Jewish Candidate Could Save Democrats From Disastrous California ‘Jungle Primary’ Loss
Democrats received some potentially disaster-avoiding news when a recent poll showed Democratic candidate Mike Levin leading in the much-watched race to fill Rep. Darrell Issa’s Southern California seat.
The state’s 49th district, which extends north from San Diego, could be key to Democrats taking back the House of Representatives –- Hillary Rodham Clinton carried it by 7.5 percentage points over President Trump. But the state’s unusual “jungle primary” system means a crowded Democratic field may end up splitting the vote on Tuesday, causing two Republicans to run against each other in the general election.
“We’re feeling great. We just have to finish strong,” Levin, who is Jewish, told the Forward the day before the vote. “It’s very important. We have to win the 49th district if we’re going to take back the House.”
According to Tulchin Research, who surveyed 500 likely voters between May 22 and 24, Levin was at 17 percent, two points in front of Republican Diane Harkey, who was endorsed by Issa. Democrat Doug Applegate, who lost to Issa by less than a percentage point in 2016, came in third place with 12 percent. The top two vote-getters regardless of party will proceed to the general election.
Levin, the former leader of the Orange County Democratic Party, has focused on environmental issues like supporting alternative energy sources and has attacked Trump over his policies and statements.
A crowded Democratic field has made the race “personality driven” — not just regarding the candidates themselves, “but [also] the personality of the president and the whole concept of Washington as a personality,” Sherry Bebitch Jeffe of the University of Southern California’s Sol Price School of Public Policy told the Forward.
Jeffe, a longtime local political insider, said she was impressed by Levin’s speaking ability and has heard local Democratic leaders speak highly of his ability to connect with impassioned progressive voters.
She also highlighted changing demographics in the area that could be helping Democrats.
“Orange County isn’t Orange County anymore,” Jeffe said, adding that a rising Latino population, more independent millennial voters and Trump’s alienation of some higher income, higher educated suburban voters could help swing the traditionally-conservative district against Republicans.
Geoffrey Skelley of the University of Virginia’s Center for Politics also told the Forward that changing demographics in Orange County, especially growing numbers of Latino and Asian voters in the central inland districts, could benefit Democrats in future elections.
The 49th district also has a high percentage of Jewish voters. There are about 26,000 Jews in the area, making up nearly four percent of the population.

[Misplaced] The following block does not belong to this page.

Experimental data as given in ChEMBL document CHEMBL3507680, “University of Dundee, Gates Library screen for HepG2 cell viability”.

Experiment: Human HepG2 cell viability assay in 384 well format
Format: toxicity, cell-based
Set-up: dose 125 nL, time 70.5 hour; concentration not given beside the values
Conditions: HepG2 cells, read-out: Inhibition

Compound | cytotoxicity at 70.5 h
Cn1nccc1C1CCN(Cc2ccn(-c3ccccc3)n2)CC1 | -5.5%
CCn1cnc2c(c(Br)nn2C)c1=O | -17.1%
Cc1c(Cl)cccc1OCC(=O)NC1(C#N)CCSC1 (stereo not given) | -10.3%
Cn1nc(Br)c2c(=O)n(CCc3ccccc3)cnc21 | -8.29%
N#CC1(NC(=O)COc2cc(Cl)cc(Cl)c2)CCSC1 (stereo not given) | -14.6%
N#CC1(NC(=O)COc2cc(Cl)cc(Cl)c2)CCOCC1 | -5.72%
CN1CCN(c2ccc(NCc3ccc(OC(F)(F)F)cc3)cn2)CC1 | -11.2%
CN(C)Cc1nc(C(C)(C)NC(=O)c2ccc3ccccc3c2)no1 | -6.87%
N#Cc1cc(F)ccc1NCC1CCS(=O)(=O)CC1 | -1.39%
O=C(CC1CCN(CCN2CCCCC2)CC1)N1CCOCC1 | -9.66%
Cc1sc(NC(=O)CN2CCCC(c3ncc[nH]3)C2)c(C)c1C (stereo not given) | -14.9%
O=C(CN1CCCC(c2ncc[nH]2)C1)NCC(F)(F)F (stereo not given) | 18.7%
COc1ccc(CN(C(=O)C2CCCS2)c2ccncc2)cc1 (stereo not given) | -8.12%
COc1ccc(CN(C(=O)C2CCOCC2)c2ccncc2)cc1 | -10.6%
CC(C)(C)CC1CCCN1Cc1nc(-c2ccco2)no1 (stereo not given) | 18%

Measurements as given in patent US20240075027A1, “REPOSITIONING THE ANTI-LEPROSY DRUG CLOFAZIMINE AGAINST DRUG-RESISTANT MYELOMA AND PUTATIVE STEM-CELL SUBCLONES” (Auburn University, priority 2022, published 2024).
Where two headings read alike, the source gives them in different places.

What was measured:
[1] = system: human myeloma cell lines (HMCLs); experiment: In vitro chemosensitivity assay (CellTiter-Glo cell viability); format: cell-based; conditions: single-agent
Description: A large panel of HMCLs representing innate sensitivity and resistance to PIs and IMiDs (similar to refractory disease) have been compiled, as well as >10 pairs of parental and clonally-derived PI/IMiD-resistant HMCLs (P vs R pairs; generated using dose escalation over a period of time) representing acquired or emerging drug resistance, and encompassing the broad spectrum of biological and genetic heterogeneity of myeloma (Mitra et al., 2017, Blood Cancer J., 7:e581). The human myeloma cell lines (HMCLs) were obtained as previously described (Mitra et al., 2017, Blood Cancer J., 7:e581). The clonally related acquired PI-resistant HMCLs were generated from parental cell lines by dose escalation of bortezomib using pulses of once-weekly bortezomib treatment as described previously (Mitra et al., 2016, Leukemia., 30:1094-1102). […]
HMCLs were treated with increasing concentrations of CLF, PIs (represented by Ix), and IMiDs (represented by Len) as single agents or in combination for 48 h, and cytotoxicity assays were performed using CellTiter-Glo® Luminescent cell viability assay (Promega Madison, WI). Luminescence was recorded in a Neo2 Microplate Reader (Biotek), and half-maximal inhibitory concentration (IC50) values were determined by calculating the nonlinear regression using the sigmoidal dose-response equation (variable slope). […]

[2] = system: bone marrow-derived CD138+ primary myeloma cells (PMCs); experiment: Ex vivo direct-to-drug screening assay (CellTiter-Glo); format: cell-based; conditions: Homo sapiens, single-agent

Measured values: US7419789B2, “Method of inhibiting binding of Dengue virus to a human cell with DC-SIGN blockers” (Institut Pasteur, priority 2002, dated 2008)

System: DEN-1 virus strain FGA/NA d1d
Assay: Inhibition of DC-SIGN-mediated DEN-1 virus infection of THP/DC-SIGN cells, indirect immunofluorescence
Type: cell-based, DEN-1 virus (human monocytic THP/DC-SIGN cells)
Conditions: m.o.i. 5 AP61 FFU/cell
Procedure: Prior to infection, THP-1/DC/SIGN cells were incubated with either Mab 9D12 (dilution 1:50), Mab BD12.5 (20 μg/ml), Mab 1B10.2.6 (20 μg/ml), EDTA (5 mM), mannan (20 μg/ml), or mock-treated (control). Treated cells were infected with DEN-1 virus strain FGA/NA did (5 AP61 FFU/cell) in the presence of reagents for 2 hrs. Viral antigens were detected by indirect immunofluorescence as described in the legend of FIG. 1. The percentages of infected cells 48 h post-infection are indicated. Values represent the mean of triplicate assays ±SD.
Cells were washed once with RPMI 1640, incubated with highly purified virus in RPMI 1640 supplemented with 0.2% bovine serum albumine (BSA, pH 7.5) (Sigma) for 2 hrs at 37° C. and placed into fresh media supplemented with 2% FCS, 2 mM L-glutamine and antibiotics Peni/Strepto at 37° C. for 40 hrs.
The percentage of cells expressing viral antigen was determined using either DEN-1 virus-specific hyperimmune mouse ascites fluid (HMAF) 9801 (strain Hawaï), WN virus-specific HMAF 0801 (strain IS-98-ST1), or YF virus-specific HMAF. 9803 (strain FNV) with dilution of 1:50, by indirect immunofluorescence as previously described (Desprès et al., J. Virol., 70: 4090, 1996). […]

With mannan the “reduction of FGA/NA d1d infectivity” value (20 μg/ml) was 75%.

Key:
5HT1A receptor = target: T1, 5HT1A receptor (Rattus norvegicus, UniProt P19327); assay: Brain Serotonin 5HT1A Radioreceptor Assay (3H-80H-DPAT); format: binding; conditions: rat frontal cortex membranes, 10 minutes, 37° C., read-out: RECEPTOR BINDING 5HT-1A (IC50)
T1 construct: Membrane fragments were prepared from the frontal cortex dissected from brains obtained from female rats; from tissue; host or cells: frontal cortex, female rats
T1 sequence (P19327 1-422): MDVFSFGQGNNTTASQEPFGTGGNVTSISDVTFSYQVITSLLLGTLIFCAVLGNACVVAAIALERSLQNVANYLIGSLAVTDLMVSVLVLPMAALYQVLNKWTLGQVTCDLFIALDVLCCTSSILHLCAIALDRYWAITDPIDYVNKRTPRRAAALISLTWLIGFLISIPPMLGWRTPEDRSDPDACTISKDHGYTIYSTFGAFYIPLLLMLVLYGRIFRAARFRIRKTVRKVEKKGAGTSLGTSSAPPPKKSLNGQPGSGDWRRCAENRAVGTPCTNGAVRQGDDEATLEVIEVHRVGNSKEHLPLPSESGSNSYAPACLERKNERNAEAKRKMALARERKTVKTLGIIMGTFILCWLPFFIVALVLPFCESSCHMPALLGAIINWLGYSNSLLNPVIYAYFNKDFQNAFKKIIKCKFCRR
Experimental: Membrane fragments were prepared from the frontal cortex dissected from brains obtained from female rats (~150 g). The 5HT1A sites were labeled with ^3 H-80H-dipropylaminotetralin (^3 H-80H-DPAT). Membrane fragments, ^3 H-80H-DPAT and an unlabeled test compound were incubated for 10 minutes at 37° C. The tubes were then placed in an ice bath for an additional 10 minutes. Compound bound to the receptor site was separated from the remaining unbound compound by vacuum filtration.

Skelley said Jewish voters in the southern part of the district closest to San Diego could help swing the general election for Levin if he gets past the primary.
“There is a fairly vital and viable Jewish vote,” Skelley said. “There’s fairly low turnout in off-year elections, [so] Jews becoming increasing important considering we know they vote.”
Levin has emphasized his Jewish roots, tweeting about his grandparents’ experience overcoming anti-Semitism.
My grandparents taught me to appreciate people of all backgrounds.
My mom’s parents emigrated from Mexico as children. As my mom says, “the Dreamers of their day.”
My dad’s Jewish parents couldn’t use the name Levin in their business due to discrimination.
We can’t turn back.
— Mike Levin (@MikeLevinCA) June 3, 2018
“When I see our family name Levin on signs or banners or shirts or buttons, it’s my grandma and grandpa’s legacy,” Levin told the Forward, adding that his grandfather adopted the name “Dean” for his business after James Dean.
The national Democratic Party has not officially backed a candidate in the race, but the Democratic Congressional Campaign Committee has helped register voters in the district and paid for a video attacking Republican candidate Rocky Chavez.
The party is also looking to flip the 48th district, which runs along the coast south of Los Angeles.
Incumbent Republican Rep. Dana Rohrabacher has come under fire for his connections to the Russian government. But again, a crowded primary filed could mean the Democrats get locked out of the general election if Republicans are the two highest individual vote-getters in the primary.
That could make a Levin win in the 49th even more imperative, especially if control of the House comes down to just a few seats.
“[Voters] want to see members of Congress who will speak truth to power and hold Trump and his administration accountable,” Levin said.